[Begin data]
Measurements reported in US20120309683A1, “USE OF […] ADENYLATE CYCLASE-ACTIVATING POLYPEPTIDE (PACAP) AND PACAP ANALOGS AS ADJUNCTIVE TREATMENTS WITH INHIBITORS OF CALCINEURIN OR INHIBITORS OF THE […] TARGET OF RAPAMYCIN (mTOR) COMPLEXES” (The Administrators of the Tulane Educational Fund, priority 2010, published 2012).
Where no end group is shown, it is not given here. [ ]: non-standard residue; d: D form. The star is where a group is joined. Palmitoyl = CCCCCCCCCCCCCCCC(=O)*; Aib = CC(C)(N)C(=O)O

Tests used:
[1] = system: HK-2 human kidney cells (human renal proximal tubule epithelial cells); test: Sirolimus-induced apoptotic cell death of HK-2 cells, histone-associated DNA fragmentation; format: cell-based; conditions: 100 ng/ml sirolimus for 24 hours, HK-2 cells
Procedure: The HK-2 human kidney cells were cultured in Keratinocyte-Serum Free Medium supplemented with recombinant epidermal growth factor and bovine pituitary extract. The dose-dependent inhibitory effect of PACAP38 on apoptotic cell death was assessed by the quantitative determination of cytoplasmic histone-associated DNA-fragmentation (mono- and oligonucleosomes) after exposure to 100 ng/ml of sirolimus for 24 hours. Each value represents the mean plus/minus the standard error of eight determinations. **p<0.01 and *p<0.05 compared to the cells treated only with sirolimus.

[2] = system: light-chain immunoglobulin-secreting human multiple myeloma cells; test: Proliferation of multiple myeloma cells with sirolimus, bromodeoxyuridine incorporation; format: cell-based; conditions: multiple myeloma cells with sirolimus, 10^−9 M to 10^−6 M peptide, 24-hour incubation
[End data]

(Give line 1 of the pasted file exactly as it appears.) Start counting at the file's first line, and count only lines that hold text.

Measurements reported in US20120309683A1, “USE OF […] ADENYLATE CYCLASE-ACTIVATING POLYPEPTIDE (PACAP) AND PACAP ANALOGS AS ADJUNCTIVE TREATMENTS WITH INHIBITORS OF CALCINEURIN OR INHIBITORS OF THE […] TARGET OF RAPAMYCIN (mTOR) COMPLEXES” (The Administrators of the Tulane Educational Fund, priority 2010, published 2012).